When it comes to writing business documents and communications, the way you say it is just as important as what you say. You may lose your reader due to grammatical faults, technical jargon, or too wordy messaging. Consequently, your bottom line is neglected, and your requirements are not met.
Below are the 7 most common mistakes that one can make when writing business documents:
When a person fails to plan correctly from the beginning, they will baffle the readers and hence fail to accomplish their goals. If one fails to plan, the result will be a chaotic document, particularly long documents. It might take longer to locate the paragraphs that might not follow each other logically; citations are messy, etc. This will not only irritate readers somewhat, but it also makes the article essentially ineffective.
Before you write anything down, think about how you generally want the document to look. Come up with the basic framework that will assist you in structuring well and perfectly. And before publishing this text, give it to someone to review it – if possible find professional academic writers. They will review the document and give you pointers on what should be added/removed, or changed. The organization of the completed text should be sensible and insightful to the targeted audience.
The audience you target will determine how the content and design of your document will be. So always have them at the back of your mind as you are writing. If your audience is a group of professionals, it is okay to include some technical terms; it can even be necessary. If your readers have a specialty in a different field or the general public, watch out because what’s expected and evident to them might not be.
Step back and determine, and look at your readers. Think through what you want to write and see if it will level up with their expertise. What acronyms do you use daily? Do other people know them? Even if you are sure that your audience will see each terminology that you use, it is a wonderful idea to have a glossary or abbreviation table or the two at the beginning of your document. Another approach you can use is explaining parts in parentheses or footnotes when you first use them.
As an expert writer, you are well aware of the main punctuation marks. Apart from these writers, not many people have advanced knowledge of the function of each punctuation mark. Full stops and commas are used effortlessly; however, other punctuation marks are often misused. Readers may assume that the writer is sluggish or have no knowledge of the fundamental writing rules.
If you find yourself making grammatical mistakes and misusing punctuation marks, look for a current guidebook and go through it until you have mastered how to use punctuations correctly. You can also set spelling and grammar checks on your word document to change as you are typing, or highlight sections where you need to pay attention.
Professional writing needs to be comprehensible and line of thinking clear. However, when one writes text over a long time or is written by different writers or the text is being updated without going over what was previously there, it may contain some contradiction. It could be the way the document is designed, the framework, the intonation, viewpoint, etc. The tone may change suddenly from amiable and talkative to technical. This can be perplexing.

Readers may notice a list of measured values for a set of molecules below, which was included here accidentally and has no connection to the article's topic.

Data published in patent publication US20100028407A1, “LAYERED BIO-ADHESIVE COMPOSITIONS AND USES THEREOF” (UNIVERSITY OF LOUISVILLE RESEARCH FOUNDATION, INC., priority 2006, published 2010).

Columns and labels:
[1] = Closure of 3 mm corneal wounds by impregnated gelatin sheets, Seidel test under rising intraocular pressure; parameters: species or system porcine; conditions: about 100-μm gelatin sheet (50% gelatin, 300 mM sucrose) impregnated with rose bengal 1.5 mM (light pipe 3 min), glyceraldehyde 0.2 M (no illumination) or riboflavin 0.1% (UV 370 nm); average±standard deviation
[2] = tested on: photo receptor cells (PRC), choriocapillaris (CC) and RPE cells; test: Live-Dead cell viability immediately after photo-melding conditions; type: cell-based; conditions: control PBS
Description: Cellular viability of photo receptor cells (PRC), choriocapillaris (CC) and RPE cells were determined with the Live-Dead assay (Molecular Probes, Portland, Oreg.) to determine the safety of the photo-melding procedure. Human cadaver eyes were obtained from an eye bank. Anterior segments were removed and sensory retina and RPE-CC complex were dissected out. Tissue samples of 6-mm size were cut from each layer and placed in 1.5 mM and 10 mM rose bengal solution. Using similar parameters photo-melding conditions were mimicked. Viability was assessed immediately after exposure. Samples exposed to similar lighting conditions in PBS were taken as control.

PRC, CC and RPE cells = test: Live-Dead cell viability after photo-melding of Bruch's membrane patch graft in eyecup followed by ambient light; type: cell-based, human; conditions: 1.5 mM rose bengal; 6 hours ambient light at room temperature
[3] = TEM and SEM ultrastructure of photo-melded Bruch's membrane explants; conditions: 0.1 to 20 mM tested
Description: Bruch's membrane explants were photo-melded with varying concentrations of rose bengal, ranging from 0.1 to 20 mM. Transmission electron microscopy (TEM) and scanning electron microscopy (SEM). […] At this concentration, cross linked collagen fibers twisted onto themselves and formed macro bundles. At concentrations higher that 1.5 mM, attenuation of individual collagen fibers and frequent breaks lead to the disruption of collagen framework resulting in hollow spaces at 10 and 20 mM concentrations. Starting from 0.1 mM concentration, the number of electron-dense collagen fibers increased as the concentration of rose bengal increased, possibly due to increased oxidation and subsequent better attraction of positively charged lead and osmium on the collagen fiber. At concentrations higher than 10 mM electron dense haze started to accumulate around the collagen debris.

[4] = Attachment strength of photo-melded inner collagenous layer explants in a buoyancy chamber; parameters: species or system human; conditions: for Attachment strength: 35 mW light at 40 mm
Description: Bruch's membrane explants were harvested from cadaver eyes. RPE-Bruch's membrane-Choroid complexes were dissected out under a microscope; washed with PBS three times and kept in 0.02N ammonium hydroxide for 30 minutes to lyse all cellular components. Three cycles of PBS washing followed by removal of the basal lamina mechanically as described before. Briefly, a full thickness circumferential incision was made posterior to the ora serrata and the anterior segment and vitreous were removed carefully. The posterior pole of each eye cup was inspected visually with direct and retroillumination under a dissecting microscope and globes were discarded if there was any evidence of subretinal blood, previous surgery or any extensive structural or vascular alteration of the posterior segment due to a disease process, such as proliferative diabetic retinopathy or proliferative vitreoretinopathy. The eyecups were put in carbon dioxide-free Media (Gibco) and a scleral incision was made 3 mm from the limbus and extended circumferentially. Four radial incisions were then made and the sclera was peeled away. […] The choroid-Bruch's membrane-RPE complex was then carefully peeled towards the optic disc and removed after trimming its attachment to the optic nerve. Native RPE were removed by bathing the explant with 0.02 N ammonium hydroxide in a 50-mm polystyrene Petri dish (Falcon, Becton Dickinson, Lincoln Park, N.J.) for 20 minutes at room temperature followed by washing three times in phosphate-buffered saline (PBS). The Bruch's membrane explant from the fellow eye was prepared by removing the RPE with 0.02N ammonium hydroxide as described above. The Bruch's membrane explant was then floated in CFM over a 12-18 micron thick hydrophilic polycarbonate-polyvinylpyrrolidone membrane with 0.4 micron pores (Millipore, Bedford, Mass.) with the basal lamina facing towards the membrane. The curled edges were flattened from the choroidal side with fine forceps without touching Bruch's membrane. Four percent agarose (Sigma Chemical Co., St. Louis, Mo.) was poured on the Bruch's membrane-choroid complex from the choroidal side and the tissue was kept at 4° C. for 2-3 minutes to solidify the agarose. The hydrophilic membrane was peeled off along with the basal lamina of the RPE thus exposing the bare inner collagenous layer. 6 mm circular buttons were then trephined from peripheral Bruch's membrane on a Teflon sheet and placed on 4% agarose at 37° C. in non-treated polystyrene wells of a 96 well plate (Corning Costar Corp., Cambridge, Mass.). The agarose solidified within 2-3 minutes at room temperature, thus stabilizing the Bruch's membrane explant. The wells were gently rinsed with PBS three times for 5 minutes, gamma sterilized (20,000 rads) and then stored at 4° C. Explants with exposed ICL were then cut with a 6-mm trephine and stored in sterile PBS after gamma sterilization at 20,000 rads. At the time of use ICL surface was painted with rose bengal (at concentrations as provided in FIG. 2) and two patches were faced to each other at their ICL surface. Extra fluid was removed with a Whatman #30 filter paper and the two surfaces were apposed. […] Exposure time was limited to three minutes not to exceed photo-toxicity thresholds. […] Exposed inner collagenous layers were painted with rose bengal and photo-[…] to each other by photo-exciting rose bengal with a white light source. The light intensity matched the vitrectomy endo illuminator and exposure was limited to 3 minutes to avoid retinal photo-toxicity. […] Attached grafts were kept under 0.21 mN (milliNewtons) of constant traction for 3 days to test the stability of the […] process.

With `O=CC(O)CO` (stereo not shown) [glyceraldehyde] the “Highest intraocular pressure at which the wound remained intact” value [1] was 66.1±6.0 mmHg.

If the text is already written and all you are doing is updating it, get to know its context. Take note of the intonation and the tense used. Adjust your text to fit in with the version that is already there. Another way of making it easy for anyone to update the text is by developing a company style guide. Ensure that all writers can access it quickly and can use it as a reference point. This will ensure the consistency of all documents.
It is essential to know that there is a point you want to put across when you are writing, and it does not help if you take too long to get to the end. It is essential to provide the background or sequence of events, but you need to state your purpose from the onset.
One approach used is the “inverted pyramid” strategy with the most significant details—who, what, when, where, and why. Then dive into the context and supporting evidence of the text. So if the person reading does not have time to go through the whole document, they still get your point.
We all have used informal texting when communicating with our close friends, family members, or associates. These types of messages generally do not follow grammar and spelling rules. With most people using social media messaging apps like WhatsApp and Facebook, you will come across text such as “R U @ home?” which translates to, “are you at home?” Some people find it hard to stop this habit even if they are writing official documents. The person receiving such misspelled texts can assume the person writing was not serious, leading to loss of business.
A writer should always practice writing documents professionally and go through them again to ensure that any grammatical or punctuation issues are dealt with. You might also consider hiring experienced writers if the paper is going to the high-level staff to avoid making such mistakes.
Poor presentation can make a document look worse. Such things as long worded sentences can put off a reader at a glance. Some writers will write one block of a paragraph instead of breaking it into ‘bite size’ pieces. The reader’s brain will shut down because of the effort they are putting in to make out what is being said.
Use short words, sentences, and paragraphs. You can also include bullet points to break up sentences making them easy to read.
In conclusion, business writing does not come about naturally, mainly if you rarely write them. The 7 pointers given in this article are guidelines for writing a clear, understandable document to improve business writing skills and the reader’s experience.